The weather’s getting colder and the trees are dropping leaves, but that’s no reason you can’t still garden. In this video (see video at the end of the article) by CentralTexasGardener, Trisha will be covering what kinds of plants are safe to plant in the fall and which you should wait on for warmer times.
The video points out that, unlike what many would assume, fall is actually a busy time for many gardeners. Temperature consistency and greater rainfall only help plant growth, and a lack of many irritating pest animals give things a better chance to grow.
There are actually several species of plants that thrive in the winter time, meaning fall planting is essential to having a crop come springtime. Among these plants are some surprisingly common foods, such as lettuce, greens, and turnips. Onions and garlic, too, are great to plant in the fall. Cilantro, turnips, kohlrabi, and kale are also great to plant at this time.
In terms of flowers, tulips and daffodils are great to plant in the fall, as are hyacinths and Dutch iris. Planting in the fall gives the roots extra time to take hold, and both tulips and hyacinths benefit from the cold come winter.
The video also points out that fall is the ideal time to separate perennial flowers for the next blooming season. It’s recommended that you take the time to move flowers around so that their roots aren’t too close together, as this can inhibit their ability to fully bloom and grow well. It’s also an ideal time to aerate the soil and add fertilizer as you move the plants around.
Trees and shrubs, too, can benefit from a fall planting. Due to the importance of strong root systems in these kinds of plants, the extra time prior to sprouting before ideal growing temperatures in the spring and summer gives them the help needed to plant themselves firmly in the ground. Any sort of trees will work, but ones that change color during the fall months are ideal, as they’ll be grown enough to let you experience their dazzling colors next year.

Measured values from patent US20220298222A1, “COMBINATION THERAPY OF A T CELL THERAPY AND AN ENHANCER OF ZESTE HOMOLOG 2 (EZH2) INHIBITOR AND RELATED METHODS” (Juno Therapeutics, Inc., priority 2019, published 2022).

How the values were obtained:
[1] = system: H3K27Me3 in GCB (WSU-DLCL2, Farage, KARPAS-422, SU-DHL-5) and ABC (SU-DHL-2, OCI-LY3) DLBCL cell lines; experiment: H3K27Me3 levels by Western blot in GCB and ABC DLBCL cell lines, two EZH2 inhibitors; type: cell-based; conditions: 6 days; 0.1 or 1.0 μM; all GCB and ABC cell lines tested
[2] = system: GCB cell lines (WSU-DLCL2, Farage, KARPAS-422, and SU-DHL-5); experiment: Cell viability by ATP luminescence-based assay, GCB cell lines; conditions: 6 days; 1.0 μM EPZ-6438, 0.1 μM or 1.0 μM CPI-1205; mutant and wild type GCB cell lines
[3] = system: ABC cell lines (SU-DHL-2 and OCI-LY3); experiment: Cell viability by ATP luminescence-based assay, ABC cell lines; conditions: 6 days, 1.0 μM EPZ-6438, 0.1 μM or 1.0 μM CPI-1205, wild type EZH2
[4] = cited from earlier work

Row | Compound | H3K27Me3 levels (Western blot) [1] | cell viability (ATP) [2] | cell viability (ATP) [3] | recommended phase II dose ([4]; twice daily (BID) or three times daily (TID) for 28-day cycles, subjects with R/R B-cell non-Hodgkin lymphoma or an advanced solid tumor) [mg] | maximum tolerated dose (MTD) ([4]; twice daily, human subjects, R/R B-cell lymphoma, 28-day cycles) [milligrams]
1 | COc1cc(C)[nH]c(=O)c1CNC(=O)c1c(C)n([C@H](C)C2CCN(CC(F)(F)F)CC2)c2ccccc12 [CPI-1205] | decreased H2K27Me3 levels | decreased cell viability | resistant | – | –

More delicate flowers including perennials should be left for the spring, as the colder temperatures heading into winter could kill them even before sprouting. Both the cold and the moisture during these seasons can quickly cause root rot to take hold without careful monitoring, meaning it’s simply much easier to wait for warmth to come when planting these kinds of flowers. Following this, though, they should be able to stand up to winter just fine.
No matter when you plant or what kind of plant you work with, the video recommends that all gardeners mulch their plants, both with compost and wood mulch, during the fall. Mulching during warmer weather gives the mulch more time to take effect on the plants it’s used on, and provides layers of insulation to help seeds and roots survive the winter. Winter peas, Elbon rye, and vetch work great as cover crops meant to grow in winter while simultaneously protecting your seeds and their roots during the cold, especially if you plan to grow less in the fall or want to reduce your garden space.
Cover crops can also help protect against winter weeds from taking hold. Mowing the lawn during winter can be beneficial, too, as it provides extra layers of material that improve water retention and trap heat. Grass clippings can also be collected and used in compost with fallen leaves, as well.